As a result, these programs remain one of the most feasible options of becoming an RN, and they address the nursing shortage by preparing nurses who are safe practitioners.Moreover, faculty members of ADN/ASN programs take responsibility for ensuring graduates are prepared for registered nurse roles in advocacy, leadership, professional involvement, lifelong learning, and evidence-based practice (National Organization for Associate Degree Nursing [N-OADN] , 2006).

    Clearly, the nursing profession must support such nurses in practice and the educational programs that prepare them. However, it is important to note that only 20.7 percent of associate degree nurses return to school for baccalaureate and higher degrees (US Department of Health and Human Services, 2006). 

    Because the associate degree in nursing is considered an initial entry degree into practice as a registered nurse, it is important to investigate why so few associate degrees prepared nurses return to school. Advocates of nursing education need to provide opportunities and incentives for associate degree prepared nurses to pursue further education.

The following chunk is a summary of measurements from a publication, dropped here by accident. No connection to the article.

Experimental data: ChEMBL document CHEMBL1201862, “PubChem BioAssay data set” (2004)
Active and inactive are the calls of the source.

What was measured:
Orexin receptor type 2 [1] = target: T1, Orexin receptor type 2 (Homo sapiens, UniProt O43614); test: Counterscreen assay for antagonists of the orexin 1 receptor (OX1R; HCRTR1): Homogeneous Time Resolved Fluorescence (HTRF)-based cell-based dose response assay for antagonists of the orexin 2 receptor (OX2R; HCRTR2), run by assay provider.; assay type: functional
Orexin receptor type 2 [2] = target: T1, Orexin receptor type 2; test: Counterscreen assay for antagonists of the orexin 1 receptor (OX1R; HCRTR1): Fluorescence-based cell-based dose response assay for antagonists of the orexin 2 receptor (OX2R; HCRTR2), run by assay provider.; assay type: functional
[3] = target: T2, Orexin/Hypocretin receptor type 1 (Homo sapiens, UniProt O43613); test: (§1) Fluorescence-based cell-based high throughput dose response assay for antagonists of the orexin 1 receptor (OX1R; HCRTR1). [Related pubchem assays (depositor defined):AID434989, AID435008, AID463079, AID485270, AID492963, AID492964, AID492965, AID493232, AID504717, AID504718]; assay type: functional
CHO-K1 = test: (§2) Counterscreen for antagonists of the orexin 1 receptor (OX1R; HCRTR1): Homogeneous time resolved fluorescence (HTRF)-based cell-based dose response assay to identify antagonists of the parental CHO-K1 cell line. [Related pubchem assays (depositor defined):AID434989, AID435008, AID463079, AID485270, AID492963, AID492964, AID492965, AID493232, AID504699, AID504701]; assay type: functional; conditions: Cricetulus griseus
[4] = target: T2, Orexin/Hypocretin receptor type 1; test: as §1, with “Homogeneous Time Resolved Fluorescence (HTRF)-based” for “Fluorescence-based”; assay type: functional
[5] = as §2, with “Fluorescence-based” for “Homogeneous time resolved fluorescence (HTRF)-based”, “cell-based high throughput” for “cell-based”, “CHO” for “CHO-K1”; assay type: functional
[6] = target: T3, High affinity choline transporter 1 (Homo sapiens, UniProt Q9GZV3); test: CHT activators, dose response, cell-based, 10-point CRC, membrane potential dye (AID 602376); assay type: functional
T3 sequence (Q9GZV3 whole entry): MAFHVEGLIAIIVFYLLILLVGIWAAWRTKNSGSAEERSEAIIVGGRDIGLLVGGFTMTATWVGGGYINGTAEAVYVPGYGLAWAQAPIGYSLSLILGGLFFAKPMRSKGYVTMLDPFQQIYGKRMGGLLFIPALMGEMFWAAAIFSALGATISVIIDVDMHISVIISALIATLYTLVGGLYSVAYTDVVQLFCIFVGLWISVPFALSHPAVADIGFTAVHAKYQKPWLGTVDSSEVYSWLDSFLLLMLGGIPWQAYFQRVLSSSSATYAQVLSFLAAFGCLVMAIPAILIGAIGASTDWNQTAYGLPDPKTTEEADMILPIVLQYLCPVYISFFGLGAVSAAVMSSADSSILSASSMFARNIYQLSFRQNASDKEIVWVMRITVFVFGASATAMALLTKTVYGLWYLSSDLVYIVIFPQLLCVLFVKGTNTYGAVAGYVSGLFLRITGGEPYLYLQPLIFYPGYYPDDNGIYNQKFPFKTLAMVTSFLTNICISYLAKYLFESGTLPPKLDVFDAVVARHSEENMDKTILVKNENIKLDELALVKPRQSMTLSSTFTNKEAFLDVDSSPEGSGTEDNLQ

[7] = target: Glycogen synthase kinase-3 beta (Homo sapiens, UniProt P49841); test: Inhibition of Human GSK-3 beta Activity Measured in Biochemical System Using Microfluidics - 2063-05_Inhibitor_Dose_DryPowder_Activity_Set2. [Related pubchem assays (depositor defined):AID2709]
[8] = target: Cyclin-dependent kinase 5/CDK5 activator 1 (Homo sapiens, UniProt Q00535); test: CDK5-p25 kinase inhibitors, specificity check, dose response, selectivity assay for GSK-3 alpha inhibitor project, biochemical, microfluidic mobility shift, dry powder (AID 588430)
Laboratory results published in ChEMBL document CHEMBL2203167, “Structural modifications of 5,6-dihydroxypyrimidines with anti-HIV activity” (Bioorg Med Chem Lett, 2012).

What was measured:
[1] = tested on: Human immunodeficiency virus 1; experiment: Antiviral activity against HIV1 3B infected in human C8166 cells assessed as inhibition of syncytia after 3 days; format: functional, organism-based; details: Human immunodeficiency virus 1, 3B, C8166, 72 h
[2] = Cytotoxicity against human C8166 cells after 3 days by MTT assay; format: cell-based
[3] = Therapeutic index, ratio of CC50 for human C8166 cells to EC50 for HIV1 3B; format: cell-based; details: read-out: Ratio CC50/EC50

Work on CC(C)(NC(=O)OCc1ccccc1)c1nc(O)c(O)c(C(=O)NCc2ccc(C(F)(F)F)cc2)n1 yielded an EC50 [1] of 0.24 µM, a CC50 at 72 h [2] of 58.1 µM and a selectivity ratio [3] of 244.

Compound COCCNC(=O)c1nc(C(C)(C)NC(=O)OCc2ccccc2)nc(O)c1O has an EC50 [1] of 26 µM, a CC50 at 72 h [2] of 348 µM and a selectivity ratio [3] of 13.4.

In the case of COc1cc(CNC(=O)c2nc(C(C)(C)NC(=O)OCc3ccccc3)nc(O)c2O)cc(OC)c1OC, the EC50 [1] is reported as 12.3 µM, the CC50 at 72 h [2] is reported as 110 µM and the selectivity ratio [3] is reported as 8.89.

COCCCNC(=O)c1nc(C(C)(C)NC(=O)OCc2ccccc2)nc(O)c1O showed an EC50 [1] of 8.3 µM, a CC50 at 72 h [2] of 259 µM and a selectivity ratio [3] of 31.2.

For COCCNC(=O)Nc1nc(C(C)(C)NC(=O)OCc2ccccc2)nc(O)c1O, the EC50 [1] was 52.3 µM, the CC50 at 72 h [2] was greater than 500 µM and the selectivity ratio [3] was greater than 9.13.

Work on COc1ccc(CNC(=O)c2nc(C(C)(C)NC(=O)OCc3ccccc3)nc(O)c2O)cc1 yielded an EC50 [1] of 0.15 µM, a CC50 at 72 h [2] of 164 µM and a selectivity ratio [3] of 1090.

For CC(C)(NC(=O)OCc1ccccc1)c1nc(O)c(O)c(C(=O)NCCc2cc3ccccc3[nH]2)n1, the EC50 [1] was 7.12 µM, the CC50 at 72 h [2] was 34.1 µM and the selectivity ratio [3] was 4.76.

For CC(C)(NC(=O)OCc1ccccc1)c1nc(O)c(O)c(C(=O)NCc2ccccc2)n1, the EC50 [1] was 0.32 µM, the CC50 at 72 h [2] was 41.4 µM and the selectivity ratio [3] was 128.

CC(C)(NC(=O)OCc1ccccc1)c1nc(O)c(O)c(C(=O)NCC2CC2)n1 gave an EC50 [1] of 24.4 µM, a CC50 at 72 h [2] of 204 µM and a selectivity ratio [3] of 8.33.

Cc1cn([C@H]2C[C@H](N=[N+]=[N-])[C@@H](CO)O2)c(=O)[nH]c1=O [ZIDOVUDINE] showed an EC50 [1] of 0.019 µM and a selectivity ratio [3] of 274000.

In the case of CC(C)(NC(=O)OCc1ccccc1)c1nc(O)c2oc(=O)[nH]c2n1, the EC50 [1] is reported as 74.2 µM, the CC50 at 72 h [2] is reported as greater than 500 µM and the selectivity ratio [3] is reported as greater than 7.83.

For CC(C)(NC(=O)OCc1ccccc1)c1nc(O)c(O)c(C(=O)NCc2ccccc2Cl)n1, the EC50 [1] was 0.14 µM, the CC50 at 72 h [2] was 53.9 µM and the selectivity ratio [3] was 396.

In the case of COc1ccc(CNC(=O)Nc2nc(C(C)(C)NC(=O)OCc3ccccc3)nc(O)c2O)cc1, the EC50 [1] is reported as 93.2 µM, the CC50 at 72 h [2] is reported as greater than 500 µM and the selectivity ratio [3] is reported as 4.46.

Bachelor of Nursing Education

    “Very many private schools [hospital schools] of nursing still exist, but like the private schools of medicine that remain, there is hand writing upon the walls of their future. It says that their days are numbered, that "the old order changeth, giving place to the new, and"that the day of the university education of the nurse has come" (Beard, 1920, p. 955).

Advocating for University Education

The History of Baccalaureate